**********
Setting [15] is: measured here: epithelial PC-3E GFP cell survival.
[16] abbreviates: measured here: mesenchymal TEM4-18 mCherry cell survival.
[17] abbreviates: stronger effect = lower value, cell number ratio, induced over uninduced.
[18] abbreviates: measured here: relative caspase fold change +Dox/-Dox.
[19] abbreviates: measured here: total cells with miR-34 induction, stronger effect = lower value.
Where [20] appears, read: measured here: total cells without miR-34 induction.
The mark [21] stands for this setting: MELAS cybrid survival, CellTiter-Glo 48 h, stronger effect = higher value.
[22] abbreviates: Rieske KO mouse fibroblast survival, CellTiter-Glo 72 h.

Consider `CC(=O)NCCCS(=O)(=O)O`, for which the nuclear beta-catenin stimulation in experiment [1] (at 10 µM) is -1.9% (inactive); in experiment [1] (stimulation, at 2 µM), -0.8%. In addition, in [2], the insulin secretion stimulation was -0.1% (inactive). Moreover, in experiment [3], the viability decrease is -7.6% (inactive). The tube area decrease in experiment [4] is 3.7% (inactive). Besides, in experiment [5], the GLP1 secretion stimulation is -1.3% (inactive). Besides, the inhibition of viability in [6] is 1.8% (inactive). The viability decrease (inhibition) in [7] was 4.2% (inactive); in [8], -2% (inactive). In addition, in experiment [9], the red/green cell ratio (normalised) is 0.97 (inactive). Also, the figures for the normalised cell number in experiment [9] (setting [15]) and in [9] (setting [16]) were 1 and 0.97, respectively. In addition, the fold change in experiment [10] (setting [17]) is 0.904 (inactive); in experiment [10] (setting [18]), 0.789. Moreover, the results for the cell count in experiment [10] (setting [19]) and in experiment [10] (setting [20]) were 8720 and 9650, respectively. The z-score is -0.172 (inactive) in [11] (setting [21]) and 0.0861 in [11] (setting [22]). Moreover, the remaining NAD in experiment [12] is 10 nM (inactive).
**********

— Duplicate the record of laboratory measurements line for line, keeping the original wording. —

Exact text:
Setting [15] is: measured here: epithelial PC-3E GFP cell survival.
[16] abbreviates: measured here: mesenchymal TEM4-18 mCherry cell survival.
[17] abbreviates: stronger effect = lower value, cell number ratio, induced over uninduced.
[18] abbreviates: measured here: relative caspase fold change +Dox/-Dox.
[19] abbreviates: measured here: total cells with miR-34 induction, stronger effect = lower value.
Where [20] appears, read: measured here: total cells without miR-34 induction.
The mark [21] stands for this setting: MELAS cybrid survival, CellTiter-Glo 48 h, stronger effect = higher value.
[22] abbreviates: Rieske KO mouse fibroblast survival, CellTiter-Glo 72 h.

Consider `CC(=O)NCCCS(=O)(=O)O`, for which the nuclear beta-catenin stimulation in experiment [1] (at 10 µM) is -1.9% (inactive); in experiment [1] (stimulation, at 2 µM), -0.8%. In addition, in [2], the insulin secretion stimulation was -0.1% (inactive). Moreover, in experiment [3], the viability decrease is -7.6% (inactive). The tube area decrease in experiment [4] is 3.7% (inactive). Besides, in experiment [5], the GLP1 secretion stimulation is -1.3% (inactive). Besides, the inhibition of viability in [6] is 1.8% (inactive). The viability decrease (inhibition) in [7] was 4.2% (inactive); in [8], -2% (inactive). In addition, in experiment [9], the red/green cell ratio (normalised) is 0.97 (inactive). Also, the figures for the normalised cell number in experiment [9] (setting [15]) and in [9] (setting [16]) were 1 and 0.97, respectively. In addition, the fold change in experiment [10] (setting [17]) is 0.904 (inactive); in experiment [10] (setting [18]), 0.789. Moreover, the results for the cell count in experiment [10] (setting [19]) and in experiment [10] (setting [20]) were 8720 and 9650, respectively. The z-score is -0.172 (inactive) in [11] (setting [21]) and 0.0861 in [11] (setting [22]). Moreover, the remaining NAD in experiment [12] is 10 nM (inactive).